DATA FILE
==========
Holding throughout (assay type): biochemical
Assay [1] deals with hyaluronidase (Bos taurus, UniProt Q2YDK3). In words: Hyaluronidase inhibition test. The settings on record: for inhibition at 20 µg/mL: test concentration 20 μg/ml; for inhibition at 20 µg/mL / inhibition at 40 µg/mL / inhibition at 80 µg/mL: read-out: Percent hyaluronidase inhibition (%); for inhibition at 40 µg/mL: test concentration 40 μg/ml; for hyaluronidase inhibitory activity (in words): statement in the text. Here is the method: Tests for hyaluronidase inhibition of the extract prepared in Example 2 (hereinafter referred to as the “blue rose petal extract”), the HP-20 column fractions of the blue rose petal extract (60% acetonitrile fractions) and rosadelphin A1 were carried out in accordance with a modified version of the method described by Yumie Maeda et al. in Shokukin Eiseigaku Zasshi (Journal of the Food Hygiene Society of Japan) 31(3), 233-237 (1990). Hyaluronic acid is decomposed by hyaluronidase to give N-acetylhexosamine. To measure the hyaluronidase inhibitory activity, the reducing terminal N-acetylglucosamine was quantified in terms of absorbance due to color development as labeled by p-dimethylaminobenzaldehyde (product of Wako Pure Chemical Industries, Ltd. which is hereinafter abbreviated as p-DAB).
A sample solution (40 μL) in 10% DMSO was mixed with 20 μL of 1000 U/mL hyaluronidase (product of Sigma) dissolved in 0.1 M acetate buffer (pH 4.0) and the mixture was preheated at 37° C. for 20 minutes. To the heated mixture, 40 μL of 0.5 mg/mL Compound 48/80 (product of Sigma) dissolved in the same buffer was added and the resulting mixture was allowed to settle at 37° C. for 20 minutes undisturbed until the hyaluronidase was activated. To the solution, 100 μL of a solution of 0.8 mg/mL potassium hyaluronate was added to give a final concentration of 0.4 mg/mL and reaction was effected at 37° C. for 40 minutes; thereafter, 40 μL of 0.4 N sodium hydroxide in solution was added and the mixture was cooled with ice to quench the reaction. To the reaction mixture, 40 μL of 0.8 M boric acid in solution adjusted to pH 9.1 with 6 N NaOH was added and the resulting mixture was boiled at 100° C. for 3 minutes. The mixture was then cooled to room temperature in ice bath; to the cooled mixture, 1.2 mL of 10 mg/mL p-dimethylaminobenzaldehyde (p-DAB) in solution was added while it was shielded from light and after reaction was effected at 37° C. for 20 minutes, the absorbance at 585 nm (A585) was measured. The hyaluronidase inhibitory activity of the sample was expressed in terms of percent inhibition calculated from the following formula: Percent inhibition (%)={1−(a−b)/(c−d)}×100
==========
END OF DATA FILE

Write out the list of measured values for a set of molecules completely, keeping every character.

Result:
Holding throughout (assay type): biochemical
Assay [1] deals with hyaluronidase (Bos taurus, UniProt Q2YDK3). In words: Hyaluronidase inhibition test. The settings on record: for inhibition at 20 µg/mL: test concentration 20 μg/ml; for inhibition at 20 µg/mL / inhibition at 40 µg/mL / inhibition at 80 µg/mL: read-out: Percent hyaluronidase inhibition (%); for inhibition at 40 µg/mL: test concentration 40 μg/ml; for hyaluronidase inhibitory activity (in words): statement in the text. Here is the method: Tests for hyaluronidase inhibition of the extract prepared in Example 2 (hereinafter referred to as the “blue rose petal extract”), the HP-20 column fractions of the blue rose petal extract (60% acetonitrile fractions) and rosadelphin A1 were carried out in accordance with a modified version of the method described by Yumie Maeda et al. in Shokukin Eiseigaku Zasshi (Journal of the Food Hygiene Society of Japan) 31(3), 233-237 (1990). Hyaluronic acid is decomposed by hyaluronidase to give N-acetylhexosamine. To measure the hyaluronidase inhibitory activity, the reducing terminal N-acetylglucosamine was quantified in terms of absorbance due to color development as labeled by p-dimethylaminobenzaldehyde (product of Wako Pure Chemical Industries, Ltd. which is hereinafter abbreviated as p-DAB).
A sample solution (40 μL) in 10% DMSO was mixed with 20 μL of 1000 U/mL hyaluronidase (product of Sigma) dissolved in 0.1 M acetate buffer (pH 4.0) and the mixture was preheated at 37° C. for 20 minutes. To the heated mixture, 40 μL of 0.5 mg/mL Compound 48/80 (product of Sigma) dissolved in the same buffer was added and the resulting mixture was allowed to settle at 37° C. for 20 minutes undisturbed until the hyaluronidase was activated. To the solution, 100 μL of a solution of 0.8 mg/mL potassium hyaluronate was added to give a final concentration of 0.4 mg/mL and reaction was effected at 37° C. for 40 minutes; thereafter, 40 μL of 0.4 N sodium hydroxide in solution was added and the mixture was cooled with ice to quench the reaction. To the reaction mixture, 40 μL of 0.8 M boric acid in solution adjusted to pH 9.1 with 6 N NaOH was added and the resulting mixture was boiled at 100° C. for 3 minutes. The mixture was then cooled to room temperature in ice bath; to the cooled mixture, 1.2 mL of 10 mg/mL p-dimethylaminobenzaldehyde (p-DAB) in solution was added while it was shielded from light and after reaction was effected at 37° C. for 20 minutes, the absorbance at 585 nm (A585) was measured. The hyaluronidase inhibitory activity of the sample was expressed in terms of percent inhibition calculated from the following formula: Percent inhibition (%)={1−(a−b)/(c−d)}×100